Purchase Coverage Through State and Federal Health Insurance Exchanges

The Health Insurance Exchanges will be open marketplaces for purchasing individual and group healthcare plans administered by private, state and federal entities. Public exchanges will offer small businesses and individual buyers access to affordable, subsidized health coverage. And private exchanges will offer (medium to larger) employers a way to control total costs by providing flexible, affordable and advantageous benefits to employees.

Most public and private exchanges are set to open for enrollment in fall of 2013. Individuals will want to begin reviewing and purchasing plans before the January 2014 deadline to enroll. Businesses and insurance brokers will want to continue analyzing their workforce demographics, as well as begin reviewing the options available once the health insurance exchanges come online. Then they will have a year to consult with expert and employees on packages which will benefit everyone by the time the employer mandate is enacted in 2015.

Bronze, Silver and Gold Healthcare Plans

Participating insurers will be required to offer plans that fit four standardized levels of coverage – bronze, silver, gold and platinum. Insurers don’t have to offer plans in all four levels, however they must offer at least one silver and one gold plan to participate within the health insurance exchanges.

Standardization will help businesses make better-informed comparisons between various plan options and also help guard against insurance company efforts to insure only the healthiest people while avoiding individuals with risker health conditions.

Each plan level must cover the same set of minimum essential health benefits, but the cost-sharing required will vary across the bronze, silver, gold and platinum levels. For example, bronze plans will have the least generous coverage with the highest out-of-pocket expenses for policyholders and platinum plans will have the most generous benefits at little cost to policyholders.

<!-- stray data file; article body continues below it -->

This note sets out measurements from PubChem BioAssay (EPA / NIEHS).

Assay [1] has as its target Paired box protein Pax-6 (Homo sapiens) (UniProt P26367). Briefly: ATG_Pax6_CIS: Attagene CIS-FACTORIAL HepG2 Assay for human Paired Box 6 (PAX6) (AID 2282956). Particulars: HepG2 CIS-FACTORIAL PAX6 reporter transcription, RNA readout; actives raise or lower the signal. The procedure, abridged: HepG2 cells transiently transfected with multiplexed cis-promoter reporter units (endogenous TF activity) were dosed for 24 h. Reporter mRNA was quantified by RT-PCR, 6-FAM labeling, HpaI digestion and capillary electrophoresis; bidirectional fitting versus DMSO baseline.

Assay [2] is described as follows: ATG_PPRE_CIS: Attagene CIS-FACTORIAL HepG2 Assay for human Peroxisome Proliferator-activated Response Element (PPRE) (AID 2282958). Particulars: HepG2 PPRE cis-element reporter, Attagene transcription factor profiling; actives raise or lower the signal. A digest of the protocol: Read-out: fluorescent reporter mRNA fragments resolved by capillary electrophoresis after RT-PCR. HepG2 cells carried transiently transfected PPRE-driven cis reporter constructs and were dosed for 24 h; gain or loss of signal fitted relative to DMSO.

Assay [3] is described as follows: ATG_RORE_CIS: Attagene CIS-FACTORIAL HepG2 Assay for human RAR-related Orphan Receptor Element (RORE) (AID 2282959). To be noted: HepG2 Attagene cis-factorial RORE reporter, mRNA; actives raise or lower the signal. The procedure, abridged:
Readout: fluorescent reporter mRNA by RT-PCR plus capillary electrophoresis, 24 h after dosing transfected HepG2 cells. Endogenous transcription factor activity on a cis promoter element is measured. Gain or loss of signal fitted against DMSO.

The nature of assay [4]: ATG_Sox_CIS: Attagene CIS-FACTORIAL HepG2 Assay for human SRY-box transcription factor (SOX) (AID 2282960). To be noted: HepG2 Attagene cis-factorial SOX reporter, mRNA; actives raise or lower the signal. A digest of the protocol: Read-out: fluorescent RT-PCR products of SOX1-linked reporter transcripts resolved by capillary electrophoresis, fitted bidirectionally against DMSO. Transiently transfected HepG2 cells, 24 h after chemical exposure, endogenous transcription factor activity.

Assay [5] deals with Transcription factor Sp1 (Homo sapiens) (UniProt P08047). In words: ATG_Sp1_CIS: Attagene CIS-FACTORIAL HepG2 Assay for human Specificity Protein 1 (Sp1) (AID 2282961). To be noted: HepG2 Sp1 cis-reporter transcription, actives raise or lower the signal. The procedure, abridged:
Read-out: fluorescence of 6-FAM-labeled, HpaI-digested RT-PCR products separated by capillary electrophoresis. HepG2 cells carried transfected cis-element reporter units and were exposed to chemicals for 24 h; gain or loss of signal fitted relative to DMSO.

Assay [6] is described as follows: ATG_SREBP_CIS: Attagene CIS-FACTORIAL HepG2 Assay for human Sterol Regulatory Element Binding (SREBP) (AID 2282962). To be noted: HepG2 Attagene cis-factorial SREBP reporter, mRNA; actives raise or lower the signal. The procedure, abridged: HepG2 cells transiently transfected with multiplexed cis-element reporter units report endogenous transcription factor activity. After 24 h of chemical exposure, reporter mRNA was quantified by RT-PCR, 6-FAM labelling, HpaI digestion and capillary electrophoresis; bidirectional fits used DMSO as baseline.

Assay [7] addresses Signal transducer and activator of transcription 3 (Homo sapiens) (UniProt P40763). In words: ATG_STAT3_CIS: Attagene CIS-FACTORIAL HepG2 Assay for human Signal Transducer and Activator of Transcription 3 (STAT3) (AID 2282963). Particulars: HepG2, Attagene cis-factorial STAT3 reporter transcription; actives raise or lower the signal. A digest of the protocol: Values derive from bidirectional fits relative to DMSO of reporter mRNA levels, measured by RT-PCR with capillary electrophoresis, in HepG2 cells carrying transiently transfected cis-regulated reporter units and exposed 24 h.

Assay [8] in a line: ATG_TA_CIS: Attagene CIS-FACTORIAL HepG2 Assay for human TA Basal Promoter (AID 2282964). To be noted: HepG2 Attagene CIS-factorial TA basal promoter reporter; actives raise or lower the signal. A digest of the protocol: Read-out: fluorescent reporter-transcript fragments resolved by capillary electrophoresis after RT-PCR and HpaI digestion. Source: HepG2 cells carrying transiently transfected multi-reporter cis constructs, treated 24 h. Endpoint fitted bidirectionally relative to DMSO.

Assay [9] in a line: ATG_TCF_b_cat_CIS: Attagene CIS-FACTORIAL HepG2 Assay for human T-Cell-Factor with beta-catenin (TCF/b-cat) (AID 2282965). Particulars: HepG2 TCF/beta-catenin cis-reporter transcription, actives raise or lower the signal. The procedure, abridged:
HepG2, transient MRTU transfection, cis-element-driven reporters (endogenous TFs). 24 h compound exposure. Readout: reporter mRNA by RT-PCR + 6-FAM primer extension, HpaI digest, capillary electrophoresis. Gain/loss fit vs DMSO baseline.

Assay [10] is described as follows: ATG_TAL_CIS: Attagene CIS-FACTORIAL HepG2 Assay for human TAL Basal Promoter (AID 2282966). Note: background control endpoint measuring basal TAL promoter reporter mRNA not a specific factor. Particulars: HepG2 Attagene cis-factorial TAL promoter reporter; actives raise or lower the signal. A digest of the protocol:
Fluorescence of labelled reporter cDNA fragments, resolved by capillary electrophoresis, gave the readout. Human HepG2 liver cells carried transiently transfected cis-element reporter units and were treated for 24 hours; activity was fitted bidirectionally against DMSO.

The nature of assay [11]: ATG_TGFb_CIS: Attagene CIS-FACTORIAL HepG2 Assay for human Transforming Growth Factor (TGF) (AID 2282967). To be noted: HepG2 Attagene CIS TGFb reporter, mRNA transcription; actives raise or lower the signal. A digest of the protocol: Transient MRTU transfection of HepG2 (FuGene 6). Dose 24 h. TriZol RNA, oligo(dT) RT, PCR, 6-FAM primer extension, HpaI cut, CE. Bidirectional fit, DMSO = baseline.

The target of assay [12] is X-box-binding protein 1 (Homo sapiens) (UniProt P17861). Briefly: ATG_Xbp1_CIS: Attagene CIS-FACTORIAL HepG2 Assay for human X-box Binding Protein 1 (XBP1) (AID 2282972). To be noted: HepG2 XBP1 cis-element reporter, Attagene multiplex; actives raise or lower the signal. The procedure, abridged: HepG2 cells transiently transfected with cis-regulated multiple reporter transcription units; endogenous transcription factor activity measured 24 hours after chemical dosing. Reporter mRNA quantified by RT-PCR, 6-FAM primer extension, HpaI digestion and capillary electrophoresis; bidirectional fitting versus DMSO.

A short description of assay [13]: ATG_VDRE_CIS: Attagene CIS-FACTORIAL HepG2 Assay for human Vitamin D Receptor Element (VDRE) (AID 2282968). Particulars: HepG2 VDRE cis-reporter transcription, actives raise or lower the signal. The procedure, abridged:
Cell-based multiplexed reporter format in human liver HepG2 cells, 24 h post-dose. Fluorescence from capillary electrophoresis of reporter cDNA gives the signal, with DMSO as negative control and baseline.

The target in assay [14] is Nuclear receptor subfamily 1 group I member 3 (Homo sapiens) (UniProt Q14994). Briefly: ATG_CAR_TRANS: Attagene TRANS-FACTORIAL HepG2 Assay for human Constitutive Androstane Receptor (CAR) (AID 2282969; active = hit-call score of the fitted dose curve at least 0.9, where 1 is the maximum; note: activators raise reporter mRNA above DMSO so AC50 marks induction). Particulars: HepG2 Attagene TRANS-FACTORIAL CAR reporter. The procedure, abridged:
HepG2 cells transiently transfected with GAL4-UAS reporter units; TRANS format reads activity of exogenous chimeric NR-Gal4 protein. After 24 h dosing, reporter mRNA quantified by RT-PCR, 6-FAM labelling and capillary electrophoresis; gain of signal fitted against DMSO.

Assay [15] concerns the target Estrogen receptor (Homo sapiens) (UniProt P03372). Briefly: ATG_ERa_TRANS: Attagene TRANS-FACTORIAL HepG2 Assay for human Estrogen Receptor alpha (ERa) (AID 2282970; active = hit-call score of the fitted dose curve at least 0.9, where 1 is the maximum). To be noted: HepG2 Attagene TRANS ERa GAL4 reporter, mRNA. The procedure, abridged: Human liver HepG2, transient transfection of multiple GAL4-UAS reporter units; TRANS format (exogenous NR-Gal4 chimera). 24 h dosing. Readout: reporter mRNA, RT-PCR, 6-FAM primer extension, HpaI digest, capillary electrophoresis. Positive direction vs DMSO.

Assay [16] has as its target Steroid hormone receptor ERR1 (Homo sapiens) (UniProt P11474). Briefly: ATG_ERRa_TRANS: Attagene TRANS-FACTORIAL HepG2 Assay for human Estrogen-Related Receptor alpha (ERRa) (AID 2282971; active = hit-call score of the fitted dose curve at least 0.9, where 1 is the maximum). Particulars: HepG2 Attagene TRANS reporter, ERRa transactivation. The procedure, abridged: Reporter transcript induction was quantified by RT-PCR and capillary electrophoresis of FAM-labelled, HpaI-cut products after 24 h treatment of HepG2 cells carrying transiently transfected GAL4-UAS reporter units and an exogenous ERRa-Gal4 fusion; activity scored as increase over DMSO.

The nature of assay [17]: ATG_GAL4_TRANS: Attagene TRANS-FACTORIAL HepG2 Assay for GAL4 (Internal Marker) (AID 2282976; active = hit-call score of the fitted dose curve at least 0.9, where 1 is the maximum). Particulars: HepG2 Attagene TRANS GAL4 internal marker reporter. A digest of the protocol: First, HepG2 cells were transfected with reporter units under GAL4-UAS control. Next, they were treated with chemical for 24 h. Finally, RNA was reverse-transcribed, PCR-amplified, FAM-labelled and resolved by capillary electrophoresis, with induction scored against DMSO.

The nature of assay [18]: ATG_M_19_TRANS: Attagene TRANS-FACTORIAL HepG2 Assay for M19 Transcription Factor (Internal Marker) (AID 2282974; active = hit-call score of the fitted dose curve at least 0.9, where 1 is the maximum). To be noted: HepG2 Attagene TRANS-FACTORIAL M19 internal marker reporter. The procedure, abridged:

The four levels of coverage – bronze, silver, gold and platinum – are based on actuarial values which delineate the percentage of costs that a health plan would pay for an average person.

Actuarial Levels for Qualified Exchange Plans

Plan Level Platinum Gold Silver Bronze
Insurance Covers 90% 80% 70% 60%
Policyholder Covers >10% 20% 30% 40%

Make Health Care Reform Work for You

New can be scary, but it doesn’t have to be. These new changes are going to be difficult for everyone – individuals, businesses and insurers alike – to understand and implement. Create the best scenario for your situation by consulting a licensed insurance broker, risk management consultant, tax professional and/or financial advisor to understand the affect each provision of health care reforms will have on your health, personal budget, business operations and bottom-line.

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About Terri A. Kamoto

Senior writer for FSN - Terri is a former financial analyst dedicated to making personal finances, budgeting, investment and insurance advice accessible, up to date and easy to understand. It is hard to find professional advice written in a language someone without a financial background can understand. Terri helps companies synthesize industry lingo and expertise into clear and informative content which builds smarter, financially successful individuals. You can find Terri on !